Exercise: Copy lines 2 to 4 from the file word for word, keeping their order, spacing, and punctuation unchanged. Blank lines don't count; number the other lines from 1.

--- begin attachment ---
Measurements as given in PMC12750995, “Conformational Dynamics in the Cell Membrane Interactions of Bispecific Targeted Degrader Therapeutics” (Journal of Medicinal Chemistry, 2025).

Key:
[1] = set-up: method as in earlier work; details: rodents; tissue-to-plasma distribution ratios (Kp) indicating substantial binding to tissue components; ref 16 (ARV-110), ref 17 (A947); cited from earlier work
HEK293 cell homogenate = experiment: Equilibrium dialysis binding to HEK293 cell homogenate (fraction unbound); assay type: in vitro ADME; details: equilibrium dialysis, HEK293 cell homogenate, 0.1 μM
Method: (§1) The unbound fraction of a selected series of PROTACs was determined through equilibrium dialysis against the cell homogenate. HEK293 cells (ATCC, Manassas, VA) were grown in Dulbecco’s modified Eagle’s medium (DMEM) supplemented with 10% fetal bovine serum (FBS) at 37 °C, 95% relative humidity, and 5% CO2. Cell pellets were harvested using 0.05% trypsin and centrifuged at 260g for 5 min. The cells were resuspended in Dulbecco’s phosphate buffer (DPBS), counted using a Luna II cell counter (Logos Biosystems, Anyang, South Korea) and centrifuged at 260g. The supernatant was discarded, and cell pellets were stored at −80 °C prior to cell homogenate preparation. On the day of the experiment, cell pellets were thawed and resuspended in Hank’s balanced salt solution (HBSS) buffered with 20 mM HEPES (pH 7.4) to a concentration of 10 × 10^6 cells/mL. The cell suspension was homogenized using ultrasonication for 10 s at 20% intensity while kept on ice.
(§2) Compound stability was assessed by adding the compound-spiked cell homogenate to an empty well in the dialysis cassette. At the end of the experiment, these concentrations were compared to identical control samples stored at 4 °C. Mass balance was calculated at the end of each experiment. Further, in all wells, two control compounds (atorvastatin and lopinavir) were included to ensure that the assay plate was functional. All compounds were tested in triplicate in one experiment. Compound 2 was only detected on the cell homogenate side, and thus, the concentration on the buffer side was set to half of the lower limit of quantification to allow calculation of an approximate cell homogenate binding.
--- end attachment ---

Key:
[1] = set-up: method as in earlier work; details: rodents; tissue-to-plasma distribution ratios (Kp) indicating substantial binding to tissue components; ref 16 (ARV-110), ref 17 (A947); cited from earlier work
HEK293 cell homogenate = experiment: Equilibrium dialysis binding to HEK293 cell homogenate (fraction unbound); assay type: in vitro ADME; details: equilibrium dialysis, HEK293 cell homogenate, 0.1 μM